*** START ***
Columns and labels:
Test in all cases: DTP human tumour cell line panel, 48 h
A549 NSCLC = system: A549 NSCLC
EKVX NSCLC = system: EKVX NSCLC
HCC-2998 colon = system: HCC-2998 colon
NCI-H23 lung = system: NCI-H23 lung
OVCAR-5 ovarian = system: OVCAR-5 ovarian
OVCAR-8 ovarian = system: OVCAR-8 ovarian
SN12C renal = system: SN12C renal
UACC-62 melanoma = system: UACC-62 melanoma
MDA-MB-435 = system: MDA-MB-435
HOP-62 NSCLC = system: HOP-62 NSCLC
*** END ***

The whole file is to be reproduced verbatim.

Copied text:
Columns and labels:
Test in all cases: DTP human tumour cell line panel, 48 h
A549 NSCLC = system: A549 NSCLC
EKVX NSCLC = system: EKVX NSCLC
HCC-2998 colon = system: HCC-2998 colon
NCI-H23 lung = system: NCI-H23 lung
OVCAR-5 ovarian = system: OVCAR-5 ovarian
OVCAR-8 ovarian = system: OVCAR-8 ovarian
SN12C renal = system: SN12C renal
UACC-62 melanoma = system: UACC-62 melanoma
MDA-MB-435 = system: MDA-MB-435
HOP-62 NSCLC = system: HOP-62 NSCLC